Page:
Thanks to Twitter, I found Julie at writingspirit.com. One of her tweets mentioned that the U.S. Senate designated today, October 20, as the National Day on Writing. As the bill text notes, “people in the 21st century are writing more than ever before.”
Here is the complete text of the bill. The “Whereas” statements point out the wonderful and eternal truths of writing, but they also underscore how today’s technology has changed the way we write and share our work.
112th Congress (2011-2012)
Expressing support for the designation of October 20, 2012, as the `National Day on Writing’.
Whereas people in the 21st century are writing more than ever before for personal, professional, and civic purposes;
Whereas the social nature of writing invites people of every age, profession, and walk of life to create meaning through composing;
Whereas more and more people in every occupation deem writing as essential and influential in their work;
Whereas writers continue to learn how to write for different purposes, audiences, and occasions throughout their lifetimes;
Whereas developing digital technologies expand the possibilities for composing in multiple media at a faster pace than ever before;
Whereas young people are leading the way in developing new forms of composing by using different forms of digital media;
Whereas effective communication contributes to building a global economy and a global community;
Whereas the National Council of Teachers of English, in conjunction with its many national and local partners, honors and celebrates the importance of writing through the National Day on Writing;
Whereas the National Day on Writing celebrates the foundational place of writing in the personal, professional, and civic lives of the people of the United States;
Whereas the National Day on Writing provides an opportunity for individuals across the United States to share and exhibit their written works through the National Gallery of Writing;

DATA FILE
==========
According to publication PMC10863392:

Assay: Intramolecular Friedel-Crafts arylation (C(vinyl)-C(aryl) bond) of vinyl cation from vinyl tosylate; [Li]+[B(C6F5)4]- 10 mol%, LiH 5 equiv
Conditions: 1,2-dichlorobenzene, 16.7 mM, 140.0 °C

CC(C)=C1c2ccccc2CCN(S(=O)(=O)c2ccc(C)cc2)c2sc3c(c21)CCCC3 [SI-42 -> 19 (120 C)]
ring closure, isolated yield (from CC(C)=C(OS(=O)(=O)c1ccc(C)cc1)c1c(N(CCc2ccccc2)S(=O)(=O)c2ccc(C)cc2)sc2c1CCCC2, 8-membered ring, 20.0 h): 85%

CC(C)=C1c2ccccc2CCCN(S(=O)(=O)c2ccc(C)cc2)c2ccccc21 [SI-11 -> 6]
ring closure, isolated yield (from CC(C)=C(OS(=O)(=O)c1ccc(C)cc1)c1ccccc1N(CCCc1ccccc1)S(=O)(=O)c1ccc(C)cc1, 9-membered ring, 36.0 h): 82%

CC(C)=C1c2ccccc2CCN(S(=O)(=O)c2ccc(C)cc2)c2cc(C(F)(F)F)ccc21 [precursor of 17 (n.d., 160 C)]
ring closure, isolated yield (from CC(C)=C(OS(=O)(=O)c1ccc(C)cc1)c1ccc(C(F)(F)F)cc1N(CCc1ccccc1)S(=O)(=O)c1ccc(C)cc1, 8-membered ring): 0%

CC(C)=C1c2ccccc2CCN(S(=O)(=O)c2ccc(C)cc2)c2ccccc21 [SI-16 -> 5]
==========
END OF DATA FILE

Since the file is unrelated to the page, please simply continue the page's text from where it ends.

Whereas the National Day on Writing highlights the importance of writing instruction and practice at every educational level and in every subject area;
Whereas the National Day on Writing emphasizes the lifelong process of learning to write and compose for different audiences, purposes, and occasions;
Whereas the National Day on Writing honors the use of the full range of media for composing, from traditional tools like print, audio, and video, to Web 2.0 tools like blogs, wikis, and podcasts; and
Whereas the National Day on Writing encourages all people of the United States to write, as well as to enjoy and learn from the writing of others: Now, therefore, be it
Resolved, That the Senate —
- supports the designation of October 20, 2012, as the ‘National Day on Writing’;
- strongly affirms the purposes of the National Day on Writing;
- encourages participation in the National Galley of Writing, which serves as an exemplary living archive of the centrality of writing in the lives of the people of the United States; and
- encourages educational institutions, businesses, community and civic associations, and other organizations to promote awareness of the National Day on Writing and celebrate the writing of the members those organizations through individual submissions to the National Gallery of Writing.
So, hang out your Writing flag today by sharing your love for the art and craft of writing.
What do you write? Today, you are encouraged to share what you do via Twitter hashtag #WhatIWrite.